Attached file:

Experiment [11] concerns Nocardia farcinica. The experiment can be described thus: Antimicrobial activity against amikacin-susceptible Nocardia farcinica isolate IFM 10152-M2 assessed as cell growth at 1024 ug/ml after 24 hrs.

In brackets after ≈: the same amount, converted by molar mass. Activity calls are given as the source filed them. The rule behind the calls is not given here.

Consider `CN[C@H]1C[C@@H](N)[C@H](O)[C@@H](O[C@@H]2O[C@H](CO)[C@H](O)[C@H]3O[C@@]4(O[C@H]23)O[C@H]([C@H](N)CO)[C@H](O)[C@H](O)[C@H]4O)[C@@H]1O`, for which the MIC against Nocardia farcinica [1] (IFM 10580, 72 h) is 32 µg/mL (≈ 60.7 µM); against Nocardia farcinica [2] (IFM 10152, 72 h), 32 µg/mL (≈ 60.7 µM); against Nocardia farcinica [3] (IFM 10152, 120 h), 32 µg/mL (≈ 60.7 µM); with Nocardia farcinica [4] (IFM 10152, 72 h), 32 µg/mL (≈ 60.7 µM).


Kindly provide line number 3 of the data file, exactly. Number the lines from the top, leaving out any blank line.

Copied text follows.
Consider `CN[C@H]1C[C@@H](N)[C@H](O)[C@@H](O[C@@H]2O[C@H](CO)[C@H](O)[C@H]3O[C@@]4(O[C@H]23)O[C@H]([C@H](N)CO)[C@H](O)[C@H](O)[C@H]4O)[C@@H]1O`, for which the MIC against Nocardia farcinica [1] (IFM 10580, 72 h) is 32 µg/mL (≈ 60.7 µM); against Nocardia farcinica [2] (IFM 10152, 72 h), 32 µg/mL (≈ 60.7 µM); against Nocardia farcinica [3] (IFM 10152, 120 h), 32 µg/mL (≈ 60.7 µM); with Nocardia farcinica [4] (IFM 10152, 72 h), 32 µg/mL (≈ 60.7 µM).